"Mindfulness and Meditation allow us to open our hearts, relax our bodies, and clear our minds enough to experience the vast, mysterious, sacred reality of life directly. With Practice we come to know for ourselves that eternity is available in each moment.

Your MMM Courtesy Wake Up Call:
Musings on Life and Practice
by a Longtime Student of Meditation

Friday, November 15, 2013

Some Serious Fun

“Discipline is important. When we sit down to meditate, we are encouraged
to stick with the technique and be faithful to the instruction,
but within that container of discipline, why do we have to be so harsh?"
--- Pema Chödrön, Shambala Sun

Tuesday morning the world turned white in the foothills of the Berkeshires. In the crisp pre-dawn air, with the cracking of a small woodstove in the simple meditation hall of the Valley Zendo as a soundscape,  I caught my first glimpse of winter.   As I turned the corner during the first walking meditation of the morning, there it was outside the window.  I was awestruck, surprisingly joyful.

That came and went, of course. The day unfolded as I continued Sesshin with Reverend Eishen Ikeda, the Soto Zen teacher in residence at this simple, rustic center in Rowe, MA.  In the style of Antaiji, where Ikeda had practiced with the late Kosho Uchiyama Roshi in his native Japan years ago, a day of the monthly five day Sesshin begins at 4:10 a.m. and ends at 9 p.m. I had entered sesshin with my friend Peter the day before at 3 p.m. and was committed to sitting the final day which ended at 5 p.m.  It was "easy duty." I was only facing ten hours of meditation that day.  Except for the meals and clean-up, each hour consisted of 50 minutes of sitting and ten minutes of the slow walking meditation known as kinhin.

I can't really say with any degree of certainty at this point why I was drawn to travel out there to face the predictable physical discomfort and the entire gamut of feelings that would emerge during that day and a half.  Yet, I can say with certainty that I felt it to be valuable.   I'm now thinking of doing this a monthly part of my personal Practice.  I think it may have something to do with exploring the nature of discipline. A full day of Sitting can likely involve moments of "not wanting to do it."

What then?

For good reasons, I think most of us have a difficult relationship with the whole idea of discipline.
In our society, there is a harsh, maybe even violent set of experiences in our history as we were conditioned to do the "right thing" by our parents, our teachers, our bosses--even our friends and lovers.  Internalizing this, we can be extremely aggressive with ourselves--or rebound the opposite way to resist any attempt to make a consistent and lasting commitment to anything except what "feels right" at that particular moment.  Unfortunately, what feels right in the moment often emerges from the conditioned cluster of habitual patterns that have always--and will continue to--produce suffering for ourselves and others.   In those moments, we end up appearing not to want to do what we said we want to do!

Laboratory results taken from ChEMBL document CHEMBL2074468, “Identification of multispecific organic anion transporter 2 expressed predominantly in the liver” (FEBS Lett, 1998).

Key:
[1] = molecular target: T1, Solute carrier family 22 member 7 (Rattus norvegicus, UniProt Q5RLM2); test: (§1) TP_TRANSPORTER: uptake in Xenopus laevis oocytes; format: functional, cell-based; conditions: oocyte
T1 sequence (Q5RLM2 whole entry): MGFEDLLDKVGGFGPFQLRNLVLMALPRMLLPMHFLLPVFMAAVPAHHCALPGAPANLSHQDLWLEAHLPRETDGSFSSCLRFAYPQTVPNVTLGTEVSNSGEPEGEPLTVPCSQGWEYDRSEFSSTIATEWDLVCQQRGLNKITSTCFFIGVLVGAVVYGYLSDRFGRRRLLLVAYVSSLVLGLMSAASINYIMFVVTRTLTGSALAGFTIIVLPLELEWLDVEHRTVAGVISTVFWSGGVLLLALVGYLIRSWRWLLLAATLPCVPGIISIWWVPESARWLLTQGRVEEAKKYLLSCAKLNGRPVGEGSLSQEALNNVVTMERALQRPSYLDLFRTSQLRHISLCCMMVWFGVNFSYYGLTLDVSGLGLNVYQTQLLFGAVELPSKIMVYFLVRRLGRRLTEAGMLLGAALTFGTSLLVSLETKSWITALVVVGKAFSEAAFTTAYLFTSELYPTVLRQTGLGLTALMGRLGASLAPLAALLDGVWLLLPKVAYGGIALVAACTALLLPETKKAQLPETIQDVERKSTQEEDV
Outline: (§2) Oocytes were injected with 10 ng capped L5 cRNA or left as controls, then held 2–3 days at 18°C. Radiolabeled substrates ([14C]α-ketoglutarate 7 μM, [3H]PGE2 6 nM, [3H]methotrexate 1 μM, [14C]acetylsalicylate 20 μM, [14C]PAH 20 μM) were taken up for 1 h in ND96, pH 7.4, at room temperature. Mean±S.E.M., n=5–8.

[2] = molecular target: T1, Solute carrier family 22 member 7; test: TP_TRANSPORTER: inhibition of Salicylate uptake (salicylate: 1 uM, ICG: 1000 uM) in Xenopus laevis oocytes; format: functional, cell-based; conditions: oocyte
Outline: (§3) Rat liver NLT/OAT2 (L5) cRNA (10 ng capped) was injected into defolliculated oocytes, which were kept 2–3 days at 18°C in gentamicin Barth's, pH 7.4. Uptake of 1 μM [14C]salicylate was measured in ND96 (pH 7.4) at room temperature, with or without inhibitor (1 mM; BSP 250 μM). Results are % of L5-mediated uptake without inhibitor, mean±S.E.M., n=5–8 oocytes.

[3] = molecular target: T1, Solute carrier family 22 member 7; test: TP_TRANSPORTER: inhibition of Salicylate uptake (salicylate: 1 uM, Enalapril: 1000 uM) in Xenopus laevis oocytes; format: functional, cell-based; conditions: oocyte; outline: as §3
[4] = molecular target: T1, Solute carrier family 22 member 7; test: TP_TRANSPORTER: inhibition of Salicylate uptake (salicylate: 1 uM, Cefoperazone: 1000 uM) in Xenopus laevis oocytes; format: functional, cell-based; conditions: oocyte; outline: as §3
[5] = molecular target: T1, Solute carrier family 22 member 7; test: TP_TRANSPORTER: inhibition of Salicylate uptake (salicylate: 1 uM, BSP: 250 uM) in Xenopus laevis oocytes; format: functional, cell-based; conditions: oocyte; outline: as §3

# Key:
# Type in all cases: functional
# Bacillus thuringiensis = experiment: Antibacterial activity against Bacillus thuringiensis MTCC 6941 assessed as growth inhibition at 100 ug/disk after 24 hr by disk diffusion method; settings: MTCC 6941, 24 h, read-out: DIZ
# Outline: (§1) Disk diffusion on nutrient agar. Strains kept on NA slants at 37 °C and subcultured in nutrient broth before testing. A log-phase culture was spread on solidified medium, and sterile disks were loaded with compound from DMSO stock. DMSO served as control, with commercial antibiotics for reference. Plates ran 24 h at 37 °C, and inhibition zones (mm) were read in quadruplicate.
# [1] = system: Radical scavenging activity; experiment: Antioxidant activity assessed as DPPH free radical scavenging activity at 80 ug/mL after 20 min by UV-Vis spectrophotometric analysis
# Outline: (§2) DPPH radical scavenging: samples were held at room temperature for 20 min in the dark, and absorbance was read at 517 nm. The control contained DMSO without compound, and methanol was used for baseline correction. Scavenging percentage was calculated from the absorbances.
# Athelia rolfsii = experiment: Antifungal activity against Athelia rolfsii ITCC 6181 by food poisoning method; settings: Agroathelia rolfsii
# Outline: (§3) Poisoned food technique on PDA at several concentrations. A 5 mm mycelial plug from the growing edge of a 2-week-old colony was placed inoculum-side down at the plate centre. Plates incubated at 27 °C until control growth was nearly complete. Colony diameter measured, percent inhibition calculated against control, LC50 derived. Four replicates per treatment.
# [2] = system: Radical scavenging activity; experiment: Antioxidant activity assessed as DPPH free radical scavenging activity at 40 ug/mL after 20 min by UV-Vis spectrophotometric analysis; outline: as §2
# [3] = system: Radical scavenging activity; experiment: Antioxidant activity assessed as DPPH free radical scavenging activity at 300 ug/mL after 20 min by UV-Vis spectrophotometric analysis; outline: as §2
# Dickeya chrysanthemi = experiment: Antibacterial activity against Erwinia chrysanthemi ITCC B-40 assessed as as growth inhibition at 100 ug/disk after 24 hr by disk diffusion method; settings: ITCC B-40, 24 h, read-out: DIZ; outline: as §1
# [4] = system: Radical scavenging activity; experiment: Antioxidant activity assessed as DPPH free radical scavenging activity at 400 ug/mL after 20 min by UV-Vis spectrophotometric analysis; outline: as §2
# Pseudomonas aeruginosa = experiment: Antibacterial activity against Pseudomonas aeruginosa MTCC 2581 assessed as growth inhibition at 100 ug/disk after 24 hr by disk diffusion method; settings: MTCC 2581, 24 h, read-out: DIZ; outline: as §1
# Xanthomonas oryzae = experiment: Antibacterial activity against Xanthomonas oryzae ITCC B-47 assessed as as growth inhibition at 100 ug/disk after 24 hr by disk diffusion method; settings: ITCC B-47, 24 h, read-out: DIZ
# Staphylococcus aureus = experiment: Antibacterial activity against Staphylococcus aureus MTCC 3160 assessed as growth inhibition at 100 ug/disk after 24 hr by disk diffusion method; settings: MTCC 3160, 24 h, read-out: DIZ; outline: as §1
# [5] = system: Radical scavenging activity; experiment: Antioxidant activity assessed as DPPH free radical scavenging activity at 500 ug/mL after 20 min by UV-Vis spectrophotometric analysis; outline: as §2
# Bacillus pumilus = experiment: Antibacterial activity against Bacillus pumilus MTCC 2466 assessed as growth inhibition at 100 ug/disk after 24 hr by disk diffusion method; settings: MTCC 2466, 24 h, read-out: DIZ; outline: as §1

Therein lies the rub!

Yet, as time goes on, it seems to get easier.  We learn to relax with ourselves, as Pema Chödrön says, "to lighten up"  more readily.  As we devote time to Practice, as our "time on task" accumulates, it seems to get easier to re-connect with the Heart of Commitment.

Although some of us come to Practice through curiosity, some as an attempt to escape the suffering of a life crisis, there are moments when it seems most of us have experienced, if even in glimpses, a resonance with the notions that kindness is better than cruelty and that true gentleness has great strength.  In our heart of hearts, something rings true there, if ever so softly.

The echo of that ringing persists.

Sometimes, it seems that it may emerge as a simple sadness, an aching, a yearning to bring more heart, warmth, softness and ease into our lives and into the lives of those around us.  Sometimes it emerges as  a clear, maybe even joyful "Duh! If we human beings were just able to be kind, everything would change!"

Whatever way we experience it, at some point, it becomes quite obvious. We are hooked. We have committed to Practice.  It flows from our Heart of Hearts.

It then gets to be some serious fun!


Chris Hakurei Kulp said...

Nice. Yeah, that feeling comes up, I'm sure, for everyone involved. Being a young father with a lot going on at home, I don't really have the time to take in a 5 day sesshin during the holidays in December, but I'll take a couple days. I always do the urban sesshin in the summer, usually totaling about 3 days. Even as I type this, there is a child crying after finishing his bottle of milk. I guess the time for more action will come, but for now I give what I can.

But yeah- "What then? What now?" I once asked a question in 'combat,' in regards to a koan: "I understand now. So, why must I continue to sit?" And the answer was simple: "When I am sitting, I am just sitting. We sit to sit." Of course, the practice deepens as we do so, but lots comes up in that time. Many times, usually on the first morning of a sesshin for me, what comes up is discomfort, feelings of boredom, panic, and maybe even nausea. Either way, every time I go into it with this frustration and discomfort, I always realize the point of it when I work through all of that...then I feel the time was too short on the last day!

Lance Smith said...

Hey Chris!
Yup. Ain't nothing like Sesshin, having a chance to see most of those old movies play themselves out as you hold your seat.

At Zen Mountain Monastery I had the opportunity to do a week-long Sesshin each month of my 6 months of residency. It was a hoot!

Now, I feel Grateful to have had the opportunity to finally weave a day and a half into my schedule!

But, who's counting??
One Love,